Speaking out against U.S. involvement in World War I had its hazards for Minnesota citizens. In Goodhue County such talk resulted in imprisonment.
In April 1917, Americans rallied to support the United States’ decision to declare war on Germany and enter what became known as the First World War. Thousands rushed to enlist in the military. A wave of anti-German feeling also swept over the nation. German-Americans, along with socialists, pacifists and political radicals, came under suspicion of disloyalty.
This was true in Minnesota as well. Some leaders worried that the state’s large foreign-born population might not support involvement in the largely European conflict. As a result, the Minnesota legislature created the Commission of Public Safety (CPS) in April 1917. Legislators gave the commission great power to stop those who openly opposed the war effort. The CPS singled out people suspected of pro-German sympathies along with socialists and members of the Nonpartisan League (NPL), a pro-farmer group.
In Goodhue County, anti-German zealots took action against those they believed disloyal. At a mid-March 1918 Kenyon pro-war meeting, townspeople learned an organizer for the Nonpartisan League was in town. The crowd captured George Breidal, the NPL man, and made him kneel and kiss an American flag. They paraded Breidal to the railroad depot and put him on the next train out of town.
Charles A. Lindbergh, Sr., a Swedish-American and the Nonpartisan League candidate for governor, led a parade of 150 cars across western Goodhue County in spring 1918. The caravan faced heckling along the way. A Stanton Township crowd pelted Lindbergh with rotten eggs and hanged him in effigy. Cannon Falls’ authorities steered the NPL autos out of town, avoiding awaiting protestors. A Lindberg trip through Red Wing met with red paint-throwing citizens. A mob chased him across a field and onto a passing train.
Reports came in that yellow and red paint had been thrown on houses and businesses of suspect German-Americans throughout Goodhue County. Newspapers documented such attacks in Zumbrota, Cannon Falls, Red Wing and Goodhue but most such incidents did not receive publicity.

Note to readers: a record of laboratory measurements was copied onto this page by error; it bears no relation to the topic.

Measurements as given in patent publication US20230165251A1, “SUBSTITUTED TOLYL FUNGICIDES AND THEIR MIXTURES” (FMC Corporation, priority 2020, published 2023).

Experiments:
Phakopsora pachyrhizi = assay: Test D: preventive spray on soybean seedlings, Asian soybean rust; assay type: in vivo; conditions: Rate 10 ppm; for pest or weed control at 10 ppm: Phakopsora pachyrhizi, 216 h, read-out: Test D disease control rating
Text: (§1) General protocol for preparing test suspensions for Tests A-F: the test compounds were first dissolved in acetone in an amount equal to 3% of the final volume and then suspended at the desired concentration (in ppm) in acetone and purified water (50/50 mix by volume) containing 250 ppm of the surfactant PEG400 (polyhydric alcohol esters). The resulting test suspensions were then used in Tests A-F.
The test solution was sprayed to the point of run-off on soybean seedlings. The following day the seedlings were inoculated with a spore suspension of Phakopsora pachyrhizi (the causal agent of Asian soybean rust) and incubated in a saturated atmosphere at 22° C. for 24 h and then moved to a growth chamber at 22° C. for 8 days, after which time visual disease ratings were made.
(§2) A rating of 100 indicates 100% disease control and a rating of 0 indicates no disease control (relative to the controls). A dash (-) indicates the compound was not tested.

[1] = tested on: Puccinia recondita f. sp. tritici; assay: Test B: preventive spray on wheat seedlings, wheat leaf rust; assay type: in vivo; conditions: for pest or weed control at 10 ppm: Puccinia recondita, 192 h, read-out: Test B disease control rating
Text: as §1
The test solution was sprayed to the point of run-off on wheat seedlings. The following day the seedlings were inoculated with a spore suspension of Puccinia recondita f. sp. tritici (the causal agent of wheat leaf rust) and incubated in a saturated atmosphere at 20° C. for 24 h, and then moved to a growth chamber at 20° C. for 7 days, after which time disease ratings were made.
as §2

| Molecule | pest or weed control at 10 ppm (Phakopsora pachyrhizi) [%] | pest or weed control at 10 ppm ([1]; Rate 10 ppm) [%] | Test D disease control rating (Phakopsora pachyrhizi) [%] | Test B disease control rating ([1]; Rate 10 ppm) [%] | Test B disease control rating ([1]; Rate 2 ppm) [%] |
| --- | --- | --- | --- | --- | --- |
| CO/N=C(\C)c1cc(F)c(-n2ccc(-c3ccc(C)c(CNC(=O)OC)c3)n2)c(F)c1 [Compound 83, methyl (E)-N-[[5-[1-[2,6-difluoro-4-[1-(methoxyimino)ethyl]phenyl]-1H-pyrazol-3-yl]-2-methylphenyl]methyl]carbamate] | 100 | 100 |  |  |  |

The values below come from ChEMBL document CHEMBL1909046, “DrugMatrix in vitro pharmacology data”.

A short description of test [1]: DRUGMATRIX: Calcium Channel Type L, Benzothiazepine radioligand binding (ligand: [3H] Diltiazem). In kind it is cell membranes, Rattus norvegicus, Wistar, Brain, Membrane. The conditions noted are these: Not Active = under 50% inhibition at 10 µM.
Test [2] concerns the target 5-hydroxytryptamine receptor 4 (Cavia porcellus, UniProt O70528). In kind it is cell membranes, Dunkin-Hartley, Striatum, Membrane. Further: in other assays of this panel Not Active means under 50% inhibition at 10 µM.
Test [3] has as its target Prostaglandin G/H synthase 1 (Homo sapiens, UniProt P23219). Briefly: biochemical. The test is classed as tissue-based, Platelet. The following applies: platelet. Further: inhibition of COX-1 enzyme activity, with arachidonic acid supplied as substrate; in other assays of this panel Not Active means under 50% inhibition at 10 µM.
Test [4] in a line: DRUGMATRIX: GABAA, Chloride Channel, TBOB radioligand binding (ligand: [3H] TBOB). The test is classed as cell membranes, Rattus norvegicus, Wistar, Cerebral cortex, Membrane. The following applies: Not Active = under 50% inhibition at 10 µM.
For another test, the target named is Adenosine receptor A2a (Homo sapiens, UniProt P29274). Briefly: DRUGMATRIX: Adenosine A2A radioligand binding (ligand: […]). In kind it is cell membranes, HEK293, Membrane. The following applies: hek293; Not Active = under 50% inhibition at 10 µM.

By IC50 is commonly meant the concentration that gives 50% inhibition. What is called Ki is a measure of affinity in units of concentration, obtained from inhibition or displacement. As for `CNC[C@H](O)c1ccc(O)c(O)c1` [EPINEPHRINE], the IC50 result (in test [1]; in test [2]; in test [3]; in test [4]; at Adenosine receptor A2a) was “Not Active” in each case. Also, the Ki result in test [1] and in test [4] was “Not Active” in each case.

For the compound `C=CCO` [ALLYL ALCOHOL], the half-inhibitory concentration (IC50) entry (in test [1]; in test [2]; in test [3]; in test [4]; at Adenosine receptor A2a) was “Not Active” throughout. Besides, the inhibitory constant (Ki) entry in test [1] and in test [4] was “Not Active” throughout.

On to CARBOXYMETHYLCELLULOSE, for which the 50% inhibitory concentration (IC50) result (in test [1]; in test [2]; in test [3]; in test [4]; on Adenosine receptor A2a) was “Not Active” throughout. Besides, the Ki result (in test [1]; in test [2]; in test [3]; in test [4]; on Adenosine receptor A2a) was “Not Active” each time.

On March 14, 1918, a Goodhue County grand jury in Red Wing indicted Nonpartisan League leaders Joseph Gilbert and Louis Martin for violating the Minnesota Sedition Act of 1918 by making disloyal statements in Goodhue village and Kenyon. While they awaited trial, the grand jury charged another NPLer, N.S. Randall, for speaking out against the war. All three would be imprisoned for their actions.
In separate trials, Goodhue County juries convicted Gilbert, Martin and Randall. They found Randall had publicly criticized the draft, Gilbert told an audience the wealthy avoided military service, and Martin stated Germany counted on Germans in America to win the war. Jurors took just four minutes to find Gilbert, a prominent state and regional NPL leader, guilty. Following their trials, Gilbert and Martin were sentenced a year in jail plus a $500 fine. Their Nonpartisan League lawyers appealed.
On June 27, 1918, John C. Seebach, a sixty-year-old Red Wing miller, was convicted of saying it was a rich man’s war that the Germans would win. A judge sentenced him to eighteen months in Leavenworth Federal Penitentiary.
Joseph Gilbert’s appeal, meanwhile, reached the Minnesota Supreme Court in December 1918. World War I had ended in victory for the United States and its allies. With the war over, his defense hoped for a reversal. They didn’t get it.
The United States Supreme Court agreed to hear the appeal of Gilbert’s Goodhue County conviction. On December 13, 1920, the justices, by a 7-2 vote, found Minnesota’s Sedition Law constitutional and that Gilbert’s right to free speech had not been violated. Martin and Randall were more fortunate gaining retrials. They were never brought to court. In February 1920, President Woodrow Wilson commuted Seebach’s prison term but fined him $3,000.
Joseph Gilbert reported to Red Wing’s Goodhue County jail on February 5, 1921. Shelves were available for his books, and he had a small table for his portable typewriter. He began a year of reading and study behind bars. Supporters worked to get Gilbert a pardon. The Minneapolis Star printed petition blanks to be signed and mailed. The prisoner objected, saying that he had done nothing for which to be pardoned.
Upon his release a year later Gilbert was not bitter. He called his imprisonment “the height of nonsense.”
For more information on this topic, check out the original entry on MNopedia.